Gail Rieke chose to in­clude black-and-white pho­to­graphs of women taken dur­ing her ex­ten­sive trav­els: a wait­ress in Mex­ico City, a grand­mother spin­ning yarn in ru­ral Laos, and a lace maker on the isle of Bu­rano. “The is­land of Bu­rano is a tiny is­land near Venice,” Rieke said of the lat­ter im­age. “For many, many years, the men fished and the women made in­tri­cate lace that was fa­mous all over the world. There are very few el­derly ladies still on the is­land who con­tinue to carry on this in­ten­sive craft. The dig­nity and con­cen­tra­tion of this woman touched my heart.”

Ciel Bergman, who se­lected Louise Bour­geois as her shero, paints can­vases that com­bine ab­strac­tion and fig­u­ra­tion. Dana New­mann, an as­sem­blage artist, chose Emily Dick­in­son, and San­dra Filip­pucci is in­clud­ing her Peace Prints, in­spired by Joan of Arc, which de­pict a young woman in chain mail in a field of flow­ers. The mar­tyred saint is an on­go­ing theme in her work, and her ex­hi­bi­tion Joan of Arc: Voices of Light, also cu­rated by Durham, opens at Evoke Con­tem­po­rary on April 29.

Durham was in­spired to do the Sheroes show af­ter the death of a friend. “I have my own heroes, and one of them also died of can­cer ex­actly a year ago this month,” the for­mer gallery owner told Pasatiempo. Durham owned a gallery in Santa Fe for more than 30 years and was forced to give it up in 2011. “I thought I would have the gallery for­ever. I wasn’t out of en­ergy. I wasn’t out of ideas, or en­thu­si­asm, or op­ti­mism — ex­cept I was to­tally out of money. When the gallery closed, I was heart­bro­ken. Sud­denly, I went from see­ing peo­ple all the time and hav­ing events to be­ing at home.” Sheroes is Durham’s first cu­rated ex­hi­bi­tion out­side of small shows pro­duced at The Won­der In­sti­tute, a phi­lan­throp­i­cal or­ga­ni­za­tion and art con­sul­ta­tion busi­ness she op­er­ates from her home. “The day I locked up the gallery and brought the last of my stuff home I thought, ‘OK, now what?’ Then I thought, ‘What do I have?’ I have an in­ter­est­ing, funky, big old house, and I have a sense of won­der. My house re­minds me of a lit­tle in­sti­tute, so I thought I’d start an in­sti­tute.”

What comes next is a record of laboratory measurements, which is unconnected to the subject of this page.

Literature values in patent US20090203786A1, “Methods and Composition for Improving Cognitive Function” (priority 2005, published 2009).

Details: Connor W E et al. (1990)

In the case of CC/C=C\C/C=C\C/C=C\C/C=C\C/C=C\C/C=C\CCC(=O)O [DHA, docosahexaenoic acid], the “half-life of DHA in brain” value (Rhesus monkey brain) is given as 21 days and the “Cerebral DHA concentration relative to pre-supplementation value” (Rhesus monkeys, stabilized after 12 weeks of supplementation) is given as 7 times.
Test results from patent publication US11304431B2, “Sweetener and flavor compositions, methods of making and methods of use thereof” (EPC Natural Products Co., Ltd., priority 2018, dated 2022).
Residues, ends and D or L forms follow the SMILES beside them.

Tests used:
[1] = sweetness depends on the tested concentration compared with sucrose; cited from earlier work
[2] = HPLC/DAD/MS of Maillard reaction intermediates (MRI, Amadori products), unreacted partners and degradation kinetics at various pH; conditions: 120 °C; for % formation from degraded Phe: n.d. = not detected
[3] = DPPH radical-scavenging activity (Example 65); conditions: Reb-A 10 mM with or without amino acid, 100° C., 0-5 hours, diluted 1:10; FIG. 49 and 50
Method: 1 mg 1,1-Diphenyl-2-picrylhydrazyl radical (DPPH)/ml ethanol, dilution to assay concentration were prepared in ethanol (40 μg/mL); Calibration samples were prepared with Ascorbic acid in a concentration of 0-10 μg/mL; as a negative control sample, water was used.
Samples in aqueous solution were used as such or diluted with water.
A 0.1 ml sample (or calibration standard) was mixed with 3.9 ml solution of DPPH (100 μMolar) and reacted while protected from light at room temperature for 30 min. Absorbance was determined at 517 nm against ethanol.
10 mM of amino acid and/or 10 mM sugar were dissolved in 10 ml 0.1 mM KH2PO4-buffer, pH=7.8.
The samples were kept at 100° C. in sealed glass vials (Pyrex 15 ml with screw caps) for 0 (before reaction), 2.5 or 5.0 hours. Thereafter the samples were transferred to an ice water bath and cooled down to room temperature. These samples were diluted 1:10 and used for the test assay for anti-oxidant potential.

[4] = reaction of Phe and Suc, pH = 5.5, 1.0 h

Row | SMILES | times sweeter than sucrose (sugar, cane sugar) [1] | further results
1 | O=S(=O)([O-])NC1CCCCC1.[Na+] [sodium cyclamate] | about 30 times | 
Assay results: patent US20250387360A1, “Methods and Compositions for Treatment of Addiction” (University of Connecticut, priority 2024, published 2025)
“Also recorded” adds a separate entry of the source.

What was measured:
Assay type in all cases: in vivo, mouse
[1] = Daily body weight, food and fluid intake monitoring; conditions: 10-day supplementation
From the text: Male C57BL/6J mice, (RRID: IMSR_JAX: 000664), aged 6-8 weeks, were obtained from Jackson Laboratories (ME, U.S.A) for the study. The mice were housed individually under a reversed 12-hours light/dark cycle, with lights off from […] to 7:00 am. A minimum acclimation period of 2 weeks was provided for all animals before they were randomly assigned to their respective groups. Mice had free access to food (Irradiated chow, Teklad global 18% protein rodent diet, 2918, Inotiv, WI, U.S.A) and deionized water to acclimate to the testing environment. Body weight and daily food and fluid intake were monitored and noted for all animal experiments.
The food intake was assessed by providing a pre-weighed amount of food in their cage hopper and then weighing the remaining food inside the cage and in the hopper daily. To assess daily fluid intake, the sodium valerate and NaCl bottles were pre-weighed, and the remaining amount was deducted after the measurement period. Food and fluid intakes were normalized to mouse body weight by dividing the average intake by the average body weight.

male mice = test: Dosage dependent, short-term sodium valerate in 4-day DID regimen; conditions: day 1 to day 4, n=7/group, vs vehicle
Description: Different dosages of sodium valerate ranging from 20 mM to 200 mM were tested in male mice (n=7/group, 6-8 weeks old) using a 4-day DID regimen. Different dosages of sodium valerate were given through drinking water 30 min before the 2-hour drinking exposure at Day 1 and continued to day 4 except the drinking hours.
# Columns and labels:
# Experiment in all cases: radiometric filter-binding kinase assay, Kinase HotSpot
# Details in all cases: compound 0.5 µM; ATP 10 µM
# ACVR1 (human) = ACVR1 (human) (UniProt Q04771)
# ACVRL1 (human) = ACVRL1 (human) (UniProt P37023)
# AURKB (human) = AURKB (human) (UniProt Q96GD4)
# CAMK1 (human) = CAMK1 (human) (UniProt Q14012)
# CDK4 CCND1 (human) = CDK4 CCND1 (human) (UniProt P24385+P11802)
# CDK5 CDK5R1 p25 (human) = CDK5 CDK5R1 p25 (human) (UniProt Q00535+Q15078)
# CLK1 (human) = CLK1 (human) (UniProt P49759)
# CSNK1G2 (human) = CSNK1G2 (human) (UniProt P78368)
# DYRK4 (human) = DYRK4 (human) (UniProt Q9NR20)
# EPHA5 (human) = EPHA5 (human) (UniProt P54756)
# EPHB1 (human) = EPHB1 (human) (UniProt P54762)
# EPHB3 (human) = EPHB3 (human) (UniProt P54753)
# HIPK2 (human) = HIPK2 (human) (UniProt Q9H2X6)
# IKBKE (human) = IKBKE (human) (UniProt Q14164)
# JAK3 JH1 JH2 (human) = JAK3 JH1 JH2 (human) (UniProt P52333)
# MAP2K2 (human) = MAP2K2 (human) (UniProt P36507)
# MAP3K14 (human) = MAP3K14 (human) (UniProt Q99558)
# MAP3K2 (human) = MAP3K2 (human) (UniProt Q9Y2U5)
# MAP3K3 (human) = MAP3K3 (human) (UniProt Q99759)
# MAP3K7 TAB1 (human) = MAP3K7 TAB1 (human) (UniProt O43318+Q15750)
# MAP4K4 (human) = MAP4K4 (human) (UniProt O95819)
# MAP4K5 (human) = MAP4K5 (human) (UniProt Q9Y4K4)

One of her more re­cent en­deav­ors through The Won­der In­sti­tute is life coach­ing for artists. Durham of­fers in­di­vid­u­al­ized coach­ing based on an artist’s dif­fer­ent needs, de­pend­ing on where they are in their ca­reers. “Some­body is seventy-five years old and has a whole body of work and wants to know, ‘What can I do with this?’ or some­body just got out of grad­u­ate school and wants to know, ‘Where do I go?’ There are cer­tain artists who have plenty of money, but they’re not sat­is­fied if their work is not be­ing seen. Then there are peo­ple who sim­ply want to be a star. So we start by say­ing, ‘What is your goal? Where is it that you want to go?’ Then we fig­ure out how re­al­is­tic this is and what would the steps be? What have you al­ready done that’s of value and what have you not done that you al­most must do if you’re se­ri­ous?”

When Durham was se­lect­ing the artists for Sheroes, she looked to the stable of artists she has rep­re­sented over the years, as well as oth­ers, and they were al­ready united by a com­mon theme. “I wanted all those artists to be heroes of mine: women whom I re­spect. That’s who all th­ese artists are in my mind.” ◀

Hav­ing can­cer can force some­one to live in the present mo­ment and live hon­estly and fully, shed the in­signif­i­cant stuff. I fol­low this idea of beauty. — artist Laura Scan­drett

Laura Scan­drett: Julie, 2016, gouache on polypropy­lene; inset, San­dra Filip­pucci:

Joan of Arc: Peace V, 2016, pig­ment print on rag